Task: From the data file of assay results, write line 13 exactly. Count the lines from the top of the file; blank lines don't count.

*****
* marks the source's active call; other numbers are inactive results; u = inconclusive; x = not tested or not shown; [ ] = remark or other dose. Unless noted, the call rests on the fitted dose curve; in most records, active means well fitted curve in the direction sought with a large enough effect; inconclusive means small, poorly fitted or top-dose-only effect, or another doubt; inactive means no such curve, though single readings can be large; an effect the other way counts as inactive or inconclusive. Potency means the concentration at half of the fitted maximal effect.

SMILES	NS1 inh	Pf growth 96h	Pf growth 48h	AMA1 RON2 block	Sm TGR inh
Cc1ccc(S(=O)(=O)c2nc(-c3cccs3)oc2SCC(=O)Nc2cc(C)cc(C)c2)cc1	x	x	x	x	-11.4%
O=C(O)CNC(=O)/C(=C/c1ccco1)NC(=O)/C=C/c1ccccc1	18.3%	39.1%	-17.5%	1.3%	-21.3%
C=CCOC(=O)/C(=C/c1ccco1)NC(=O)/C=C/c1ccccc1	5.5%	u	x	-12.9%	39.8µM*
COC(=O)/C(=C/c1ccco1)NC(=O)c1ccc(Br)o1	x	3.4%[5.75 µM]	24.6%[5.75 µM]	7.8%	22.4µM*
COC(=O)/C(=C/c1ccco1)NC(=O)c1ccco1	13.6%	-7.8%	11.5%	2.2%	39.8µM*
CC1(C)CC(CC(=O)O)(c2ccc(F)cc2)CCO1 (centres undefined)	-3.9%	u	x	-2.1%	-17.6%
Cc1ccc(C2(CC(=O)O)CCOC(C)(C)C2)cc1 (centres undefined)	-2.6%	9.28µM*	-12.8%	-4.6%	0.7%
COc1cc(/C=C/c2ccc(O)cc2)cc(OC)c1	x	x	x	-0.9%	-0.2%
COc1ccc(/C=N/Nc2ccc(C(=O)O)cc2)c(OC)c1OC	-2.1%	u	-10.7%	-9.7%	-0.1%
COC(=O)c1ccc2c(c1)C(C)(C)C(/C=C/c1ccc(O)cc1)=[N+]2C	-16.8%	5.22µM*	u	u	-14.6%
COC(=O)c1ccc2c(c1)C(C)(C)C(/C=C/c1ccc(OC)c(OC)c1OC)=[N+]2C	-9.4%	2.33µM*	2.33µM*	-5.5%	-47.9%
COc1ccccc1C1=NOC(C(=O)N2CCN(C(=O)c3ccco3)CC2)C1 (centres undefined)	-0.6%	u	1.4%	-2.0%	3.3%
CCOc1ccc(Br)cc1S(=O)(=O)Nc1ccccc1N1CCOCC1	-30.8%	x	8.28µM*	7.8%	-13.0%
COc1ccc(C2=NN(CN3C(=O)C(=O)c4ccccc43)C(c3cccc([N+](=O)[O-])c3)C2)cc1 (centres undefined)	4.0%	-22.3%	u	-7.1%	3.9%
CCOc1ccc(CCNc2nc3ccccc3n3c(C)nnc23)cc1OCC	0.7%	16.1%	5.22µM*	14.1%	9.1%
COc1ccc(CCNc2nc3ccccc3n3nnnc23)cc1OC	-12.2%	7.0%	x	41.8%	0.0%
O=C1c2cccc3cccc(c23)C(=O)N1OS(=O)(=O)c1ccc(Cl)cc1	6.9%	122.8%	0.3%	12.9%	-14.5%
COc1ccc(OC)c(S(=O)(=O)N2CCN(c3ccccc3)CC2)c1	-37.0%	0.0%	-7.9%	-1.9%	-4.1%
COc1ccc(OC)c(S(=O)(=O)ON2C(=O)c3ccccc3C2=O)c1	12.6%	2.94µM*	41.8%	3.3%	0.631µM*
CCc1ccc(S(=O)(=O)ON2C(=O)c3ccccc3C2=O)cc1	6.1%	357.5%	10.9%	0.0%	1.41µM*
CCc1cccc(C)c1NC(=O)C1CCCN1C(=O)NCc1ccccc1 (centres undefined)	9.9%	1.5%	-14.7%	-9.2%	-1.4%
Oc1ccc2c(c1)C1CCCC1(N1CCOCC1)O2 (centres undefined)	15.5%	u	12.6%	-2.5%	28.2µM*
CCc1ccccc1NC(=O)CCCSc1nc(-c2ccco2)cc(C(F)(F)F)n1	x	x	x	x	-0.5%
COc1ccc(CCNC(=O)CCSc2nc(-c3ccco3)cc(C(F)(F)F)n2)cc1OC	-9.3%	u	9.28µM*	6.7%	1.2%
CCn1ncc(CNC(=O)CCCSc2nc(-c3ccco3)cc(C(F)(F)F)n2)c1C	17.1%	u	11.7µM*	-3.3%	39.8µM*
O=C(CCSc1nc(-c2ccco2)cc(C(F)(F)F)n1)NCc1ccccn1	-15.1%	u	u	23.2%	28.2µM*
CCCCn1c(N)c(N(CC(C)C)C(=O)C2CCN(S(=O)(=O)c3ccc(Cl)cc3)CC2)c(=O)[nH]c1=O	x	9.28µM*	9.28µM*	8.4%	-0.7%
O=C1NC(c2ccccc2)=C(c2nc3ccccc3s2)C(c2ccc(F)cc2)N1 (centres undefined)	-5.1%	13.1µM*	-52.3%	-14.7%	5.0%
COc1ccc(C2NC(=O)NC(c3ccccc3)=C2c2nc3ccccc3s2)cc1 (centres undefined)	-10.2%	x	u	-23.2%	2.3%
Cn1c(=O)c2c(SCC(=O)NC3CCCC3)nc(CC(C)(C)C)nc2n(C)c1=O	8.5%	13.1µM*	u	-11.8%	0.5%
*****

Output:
COC(=O)c1ccc2c(c1)C(C)(C)C(/C=C/c1ccc(OC)c(OC)c1OC)=[N+]2C	-9.4%	2.33µM*	2.33µM*	-5.5%	-47.9%